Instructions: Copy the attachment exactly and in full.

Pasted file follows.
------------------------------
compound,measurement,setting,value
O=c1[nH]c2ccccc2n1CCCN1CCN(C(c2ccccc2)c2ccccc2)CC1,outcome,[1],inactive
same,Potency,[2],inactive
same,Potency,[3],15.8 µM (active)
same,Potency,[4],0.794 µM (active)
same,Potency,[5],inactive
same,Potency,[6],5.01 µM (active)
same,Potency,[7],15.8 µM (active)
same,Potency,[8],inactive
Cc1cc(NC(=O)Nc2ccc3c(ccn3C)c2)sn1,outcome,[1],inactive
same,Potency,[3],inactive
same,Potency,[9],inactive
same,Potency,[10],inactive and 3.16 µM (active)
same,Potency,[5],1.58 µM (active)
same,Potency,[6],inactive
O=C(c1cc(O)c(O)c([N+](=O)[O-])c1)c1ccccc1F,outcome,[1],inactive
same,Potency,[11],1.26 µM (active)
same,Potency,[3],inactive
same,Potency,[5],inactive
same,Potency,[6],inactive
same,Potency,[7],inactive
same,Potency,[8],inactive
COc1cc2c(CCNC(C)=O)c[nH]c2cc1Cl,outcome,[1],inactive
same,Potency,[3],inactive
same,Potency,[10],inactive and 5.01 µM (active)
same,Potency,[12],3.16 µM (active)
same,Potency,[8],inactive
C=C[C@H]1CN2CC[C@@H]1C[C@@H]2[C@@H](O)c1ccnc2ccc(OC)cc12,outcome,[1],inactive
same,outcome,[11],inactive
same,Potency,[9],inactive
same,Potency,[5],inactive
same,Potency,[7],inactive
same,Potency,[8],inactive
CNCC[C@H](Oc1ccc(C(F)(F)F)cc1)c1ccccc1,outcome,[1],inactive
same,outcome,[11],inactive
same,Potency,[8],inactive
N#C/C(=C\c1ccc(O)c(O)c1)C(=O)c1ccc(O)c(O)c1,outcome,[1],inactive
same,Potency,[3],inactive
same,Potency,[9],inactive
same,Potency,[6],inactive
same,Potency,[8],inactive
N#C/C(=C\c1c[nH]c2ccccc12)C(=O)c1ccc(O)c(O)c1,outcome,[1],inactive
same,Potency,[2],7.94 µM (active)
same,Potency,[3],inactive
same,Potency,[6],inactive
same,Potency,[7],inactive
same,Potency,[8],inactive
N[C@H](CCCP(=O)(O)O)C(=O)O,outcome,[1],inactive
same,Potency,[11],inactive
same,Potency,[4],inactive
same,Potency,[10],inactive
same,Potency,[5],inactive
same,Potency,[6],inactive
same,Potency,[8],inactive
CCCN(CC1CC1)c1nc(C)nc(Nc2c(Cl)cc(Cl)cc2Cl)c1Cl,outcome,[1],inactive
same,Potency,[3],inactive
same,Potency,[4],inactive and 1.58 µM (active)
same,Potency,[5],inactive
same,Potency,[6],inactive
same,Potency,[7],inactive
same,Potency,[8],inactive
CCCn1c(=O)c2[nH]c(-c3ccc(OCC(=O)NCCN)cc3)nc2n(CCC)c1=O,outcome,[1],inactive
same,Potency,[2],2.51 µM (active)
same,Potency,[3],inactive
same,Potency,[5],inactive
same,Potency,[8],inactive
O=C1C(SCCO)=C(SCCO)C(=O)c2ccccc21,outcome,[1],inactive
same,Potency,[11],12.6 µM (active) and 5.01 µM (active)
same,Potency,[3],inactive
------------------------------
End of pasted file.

compound,measurement,setting,value
O=c1[nH]c2ccccc2n1CCCN1CCN(C(c2ccccc2)c2ccccc2)CC1,outcome,[1],inactive
same,Potency,[2],inactive
same,Potency,[3],15.8 µM (active)
same,Potency,[4],0.794 µM (active)
same,Potency,[5],inactive
same,Potency,[6],5.01 µM (active)
same,Potency,[7],15.8 µM (active)
same,Potency,[8],inactive
Cc1cc(NC(=O)Nc2ccc3c(ccn3C)c2)sn1,outcome,[1],inactive
same,Potency,[3],inactive
same,Potency,[9],inactive
same,Potency,[10],inactive and 3.16 µM (active)
same,Potency,[5],1.58 µM (active)
same,Potency,[6],inactive
O=C(c1cc(O)c(O)c([N+](=O)[O-])c1)c1ccccc1F,outcome,[1],inactive
same,Potency,[11],1.26 µM (active)
same,Potency,[3],inactive
same,Potency,[5],inactive
same,Potency,[6],inactive
same,Potency,[7],inactive
same,Potency,[8],inactive
COc1cc2c(CCNC(C)=O)c[nH]c2cc1Cl,outcome,[1],inactive
same,Potency,[3],inactive
same,Potency,[10],inactive and 5.01 µM (active)
same,Potency,[12],3.16 µM (active)
same,Potency,[8],inactive
C=C[C@H]1CN2CC[C@@H]1C[C@@H]2[C@@H](O)c1ccnc2ccc(OC)cc12,outcome,[1],inactive
same,outcome,[11],inactive
same,Potency,[9],inactive
same,Potency,[5],inactive
same,Potency,[7],inactive
same,Potency,[8],inactive
CNCC[C@H](Oc1ccc(C(F)(F)F)cc1)c1ccccc1,outcome,[1],inactive
same,outcome,[11],inactive
same,Potency,[8],inactive
N#C/C(=C\c1ccc(O)c(O)c1)C(=O)c1ccc(O)c(O)c1,outcome,[1],inactive
same,Potency,[3],inactive
same,Potency,[9],inactive
same,Potency,[6],inactive
same,Potency,[8],inactive
N#C/C(=C\c1c[nH]c2ccccc12)C(=O)c1ccc(O)c(O)c1,outcome,[1],inactive
same,Potency,[2],7.94 µM (active)
same,Potency,[3],inactive
same,Potency,[6],inactive
same,Potency,[7],inactive
same,Potency,[8],inactive
N[C@H](CCCP(=O)(O)O)C(=O)O,outcome,[1],inactive
same,Potency,[11],inactive
same,Potency,[4],inactive
same,Potency,[10],inactive
same,Potency,[5],inactive
same,Potency,[6],inactive
same,Potency,[8],inactive
CCCN(CC1CC1)c1nc(C)nc(Nc2c(Cl)cc(Cl)cc2Cl)c1Cl,outcome,[1],inactive
same,Potency,[3],inactive
same,Potency,[4],inactive and 1.58 µM (active)
same,Potency,[5],inactive
same,Potency,[6],inactive
same,Potency,[7],inactive
same,Potency,[8],inactive
CCCn1c(=O)c2[nH]c(-c3ccc(OCC(=O)NCCN)cc3)nc2n(CCC)c1=O,outcome,[1],inactive
same,Potency,[2],2.51 µM (active)
same,Potency,[3],inactive
same,Potency,[5],inactive
same,Potency,[8],inactive
O=C1C(SCCO)=C(SCCO)C(=O)c2ccccc21,outcome,[1],inactive
same,Potency,[11],12.6 µM (active) and 5.01 µM (active)
same,Potency,[3],inactive